HAVANA, Cuba, 9 September 2012 — While in Cuba with AU Abroad students last week, I spent some time at Casa de las Americas going over the basics of my “Photojournalism and Social Documentary” course, to be taught by Cuban instructor Carlos Ernesto Escalona Marti.
Casa de las Americas is Cuba’s premier cultural institute, renowned across Latin America, the Caribbean and the rest of the world.
A handful of AU Abroad students will be using Sony’s new Alpha 77 DSLR cameras, one of the latest to arrive on the scene of backpack video journalism. Sony has loaned American University’s School of Communication more than a dozen of the cameras. American University is one of just eight in the United States to receive the Sony “loaners.” Sony loaned the new gear, complete with microphones, tripods and backpacks, largely because of the Backpack Journalism Project that I founded and launched in 2010. DSLR cameras are the favorites of many documentary filmmakers for their ability to control depth of field as a compositional tool.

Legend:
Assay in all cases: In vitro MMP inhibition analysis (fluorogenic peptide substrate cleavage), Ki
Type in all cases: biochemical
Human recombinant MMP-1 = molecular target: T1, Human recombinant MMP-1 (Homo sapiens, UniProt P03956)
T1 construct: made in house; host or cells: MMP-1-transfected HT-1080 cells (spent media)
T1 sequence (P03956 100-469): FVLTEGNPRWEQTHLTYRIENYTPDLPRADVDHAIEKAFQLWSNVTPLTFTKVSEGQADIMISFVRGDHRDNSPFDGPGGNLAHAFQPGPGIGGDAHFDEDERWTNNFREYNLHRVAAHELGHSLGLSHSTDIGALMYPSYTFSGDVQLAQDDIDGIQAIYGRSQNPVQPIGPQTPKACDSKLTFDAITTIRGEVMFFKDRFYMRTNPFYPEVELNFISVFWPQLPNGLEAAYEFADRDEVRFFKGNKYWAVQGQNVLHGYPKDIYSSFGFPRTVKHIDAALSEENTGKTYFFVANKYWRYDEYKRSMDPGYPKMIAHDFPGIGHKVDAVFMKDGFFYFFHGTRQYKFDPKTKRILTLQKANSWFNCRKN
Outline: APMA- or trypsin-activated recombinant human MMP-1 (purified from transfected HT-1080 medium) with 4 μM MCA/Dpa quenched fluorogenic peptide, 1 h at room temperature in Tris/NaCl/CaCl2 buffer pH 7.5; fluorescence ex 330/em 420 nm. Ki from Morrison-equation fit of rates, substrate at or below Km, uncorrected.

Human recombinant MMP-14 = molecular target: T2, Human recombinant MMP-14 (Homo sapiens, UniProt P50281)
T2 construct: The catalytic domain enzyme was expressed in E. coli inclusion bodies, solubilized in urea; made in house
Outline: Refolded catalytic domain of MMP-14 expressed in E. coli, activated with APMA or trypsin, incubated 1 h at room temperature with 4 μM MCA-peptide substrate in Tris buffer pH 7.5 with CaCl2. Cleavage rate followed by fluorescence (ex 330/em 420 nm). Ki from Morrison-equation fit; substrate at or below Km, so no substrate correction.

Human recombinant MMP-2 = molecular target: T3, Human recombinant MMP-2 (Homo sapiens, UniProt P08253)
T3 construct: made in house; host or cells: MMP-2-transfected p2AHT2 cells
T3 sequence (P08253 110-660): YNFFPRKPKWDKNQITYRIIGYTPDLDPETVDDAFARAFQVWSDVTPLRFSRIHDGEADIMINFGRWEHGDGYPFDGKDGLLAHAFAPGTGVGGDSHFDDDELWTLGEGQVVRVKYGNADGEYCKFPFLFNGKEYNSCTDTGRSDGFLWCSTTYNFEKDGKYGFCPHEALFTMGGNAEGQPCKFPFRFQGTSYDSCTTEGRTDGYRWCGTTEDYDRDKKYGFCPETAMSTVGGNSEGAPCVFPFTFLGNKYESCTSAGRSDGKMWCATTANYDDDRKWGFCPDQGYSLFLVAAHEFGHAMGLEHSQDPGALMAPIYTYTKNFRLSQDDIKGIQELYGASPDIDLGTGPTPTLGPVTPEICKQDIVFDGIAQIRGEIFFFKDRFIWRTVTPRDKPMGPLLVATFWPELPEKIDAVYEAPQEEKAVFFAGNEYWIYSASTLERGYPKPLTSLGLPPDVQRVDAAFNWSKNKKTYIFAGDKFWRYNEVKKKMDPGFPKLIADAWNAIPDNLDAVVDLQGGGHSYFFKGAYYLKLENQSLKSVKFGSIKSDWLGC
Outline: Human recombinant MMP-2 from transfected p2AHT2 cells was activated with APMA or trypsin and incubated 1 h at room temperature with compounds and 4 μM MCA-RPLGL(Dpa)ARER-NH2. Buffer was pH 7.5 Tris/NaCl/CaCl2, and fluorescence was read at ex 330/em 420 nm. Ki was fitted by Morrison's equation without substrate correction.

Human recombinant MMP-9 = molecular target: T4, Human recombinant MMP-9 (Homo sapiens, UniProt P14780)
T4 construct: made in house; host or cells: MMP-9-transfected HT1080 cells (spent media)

We now are in full throttle of the technological revolution that makes the methodology of video journalism possible. These handheld cameras can help produce a brand of visual communication far more immediate, far more intimate than can larger, shoulder-held cameras with extended crews.
I’ll be returning to Havana this semester, probably in November, to check in on our students — and the work they’re doing with the new Sony cameras.
(Photos by Carlos Ernesto Escalona Marti)
Above, here’s what the machine looks like from up close.
Above, one of my students looks over his new (loaned) toy.
Above, one of my students examines the Sony camera.
Above, students look over their photo equipment.
Above, I demonstrate how to use the Sony camera.
Above, I’m done, at least for now.